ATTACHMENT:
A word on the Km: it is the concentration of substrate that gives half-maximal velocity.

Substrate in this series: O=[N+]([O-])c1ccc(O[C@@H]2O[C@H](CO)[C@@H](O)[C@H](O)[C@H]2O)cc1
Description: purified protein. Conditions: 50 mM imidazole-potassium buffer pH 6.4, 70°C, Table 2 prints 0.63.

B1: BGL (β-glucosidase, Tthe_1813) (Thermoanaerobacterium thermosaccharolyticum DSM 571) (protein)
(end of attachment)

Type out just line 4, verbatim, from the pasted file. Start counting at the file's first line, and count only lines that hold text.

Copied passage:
B1: BGL (β-glucosidase, Tthe_1813) (Thermoanaerobacterium thermosaccharolyticum DSM 571) (protein)